And so letting go and letting that feeling go has been a tremendous weight off my shoulders. Being able to be like: I can write things on the internet, and I can make enough money to feed and clothe myself. Not well, but I can do it. I have escaped. I'm out of the cave. And then once you realise you're out of the cave it's actually a much scarier problem, because now there's just... infinity. Where do you go?
I haven't figured that out yet but I think it would be very helpful for a lot of journalists to maybe think about that. Outside of the system they think they're trapped in.
VFD: I wanted to ask you, you kind of touched on it before...like: when the internet went from “good” to “bad”. And you use The Dress as a reference point. But I've also heard you use... I forget her name, but the woman who got on the plane,
Ryan Broderick: Oh, Justine Sacco.
VFD: Yeah - got on the plane, tweeted a racist joke, her whole world fell apart. Is that still what you think?
Ryan Broderick: So I have tried to answer this. It's maddening. It'll be the thing that I'm scribbling down on pieces of paper when I'm 90 years old. When did the internet go bad? And the truth is it probably could have always been bad, or it could have always been like this. And I just got to an age where I noticed it.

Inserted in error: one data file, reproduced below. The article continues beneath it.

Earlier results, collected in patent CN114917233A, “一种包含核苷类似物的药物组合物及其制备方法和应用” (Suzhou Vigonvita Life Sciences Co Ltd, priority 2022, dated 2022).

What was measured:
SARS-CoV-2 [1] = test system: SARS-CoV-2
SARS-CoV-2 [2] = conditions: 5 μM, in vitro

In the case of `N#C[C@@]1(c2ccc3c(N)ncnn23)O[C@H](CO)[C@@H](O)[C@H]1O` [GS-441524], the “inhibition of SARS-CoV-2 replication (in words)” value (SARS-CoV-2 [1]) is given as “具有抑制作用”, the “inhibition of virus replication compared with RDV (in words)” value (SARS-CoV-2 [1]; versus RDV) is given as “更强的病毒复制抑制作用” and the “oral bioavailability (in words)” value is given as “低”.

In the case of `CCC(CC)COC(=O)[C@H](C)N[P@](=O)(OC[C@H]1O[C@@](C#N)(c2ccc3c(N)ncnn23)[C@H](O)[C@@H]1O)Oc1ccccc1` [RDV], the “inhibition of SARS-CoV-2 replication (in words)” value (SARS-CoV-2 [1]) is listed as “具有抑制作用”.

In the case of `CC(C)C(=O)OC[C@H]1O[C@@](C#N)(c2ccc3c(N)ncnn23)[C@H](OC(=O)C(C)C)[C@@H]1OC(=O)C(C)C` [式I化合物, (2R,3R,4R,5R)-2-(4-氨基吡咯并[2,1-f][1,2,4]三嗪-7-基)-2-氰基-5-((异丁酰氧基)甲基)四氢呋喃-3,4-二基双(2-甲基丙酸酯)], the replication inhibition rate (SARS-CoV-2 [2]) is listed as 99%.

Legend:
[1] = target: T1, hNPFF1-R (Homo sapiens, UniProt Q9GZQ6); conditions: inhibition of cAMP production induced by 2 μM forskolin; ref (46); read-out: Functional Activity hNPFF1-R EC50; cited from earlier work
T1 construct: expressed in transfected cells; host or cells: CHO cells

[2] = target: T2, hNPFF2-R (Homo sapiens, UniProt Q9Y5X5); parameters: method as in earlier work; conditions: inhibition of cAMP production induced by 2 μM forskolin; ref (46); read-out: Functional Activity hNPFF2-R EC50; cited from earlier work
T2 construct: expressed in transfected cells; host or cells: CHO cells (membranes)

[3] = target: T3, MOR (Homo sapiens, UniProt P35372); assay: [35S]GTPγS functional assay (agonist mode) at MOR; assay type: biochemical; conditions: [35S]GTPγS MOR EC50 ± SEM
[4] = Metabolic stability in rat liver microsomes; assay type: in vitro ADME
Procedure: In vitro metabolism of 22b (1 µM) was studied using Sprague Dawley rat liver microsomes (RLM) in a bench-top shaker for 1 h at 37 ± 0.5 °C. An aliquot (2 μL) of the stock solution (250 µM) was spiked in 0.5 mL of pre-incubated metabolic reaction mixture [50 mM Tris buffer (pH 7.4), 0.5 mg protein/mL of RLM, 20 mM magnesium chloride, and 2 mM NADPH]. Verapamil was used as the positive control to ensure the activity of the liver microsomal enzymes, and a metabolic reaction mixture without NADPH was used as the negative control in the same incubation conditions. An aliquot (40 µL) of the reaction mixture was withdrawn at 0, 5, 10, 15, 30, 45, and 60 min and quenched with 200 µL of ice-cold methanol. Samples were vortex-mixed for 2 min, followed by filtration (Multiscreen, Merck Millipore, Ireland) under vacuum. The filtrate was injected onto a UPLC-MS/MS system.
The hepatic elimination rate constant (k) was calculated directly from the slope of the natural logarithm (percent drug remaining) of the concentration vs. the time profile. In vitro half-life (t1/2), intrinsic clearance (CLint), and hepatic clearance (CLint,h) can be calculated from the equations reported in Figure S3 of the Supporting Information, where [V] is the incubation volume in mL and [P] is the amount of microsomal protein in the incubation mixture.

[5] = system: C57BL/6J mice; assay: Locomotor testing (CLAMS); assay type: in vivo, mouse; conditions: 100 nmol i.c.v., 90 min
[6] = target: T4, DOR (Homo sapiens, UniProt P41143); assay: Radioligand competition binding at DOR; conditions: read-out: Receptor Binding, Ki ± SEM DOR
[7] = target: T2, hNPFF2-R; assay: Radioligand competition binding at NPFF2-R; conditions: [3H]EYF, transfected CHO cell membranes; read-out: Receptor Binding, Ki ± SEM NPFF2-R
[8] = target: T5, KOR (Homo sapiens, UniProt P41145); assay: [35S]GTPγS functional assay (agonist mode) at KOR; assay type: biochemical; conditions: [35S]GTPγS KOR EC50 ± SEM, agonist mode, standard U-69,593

Y’know, I'm 31. So I was 24, probably, when Justine Sacco happened. That's right around the time of your life when you're like: wait a minute. Things aren't simple. That's crazy.
But I do think something changed in the way that we use the internet and I think that change happened in 2014. I think there are a few things that happened: Facebook becoming the predominant centre of the internet definitely helped. I think 2014 seems to be the year where there was enough people on Twitter where it went from stupid to meaningful, and no one really noticed when that happened until Justine Sacco.
Twitter went from a place where you could post photos of your sandwich to a place that could destroy your life in a matter of hours, and nobody seemed to understand when that happened, but it seems to have happened in 2014. And then in 2014 other parts of the internet started to atrophy. That summer was DashCon, Tumblr’s failed unofficial fan convention.
VFD: There's some amazing Wikipedia holes and stuff to go down.
Ryan Broderick: I know people who were there. And I've heard stories about what it was like. But I think 2014 seems to be the year where there was finally enough people online and it went from exciting and interesting to, like, terrifying. And if you look at that one year there's just all these kinds of weird moments of digital forms of violence happening.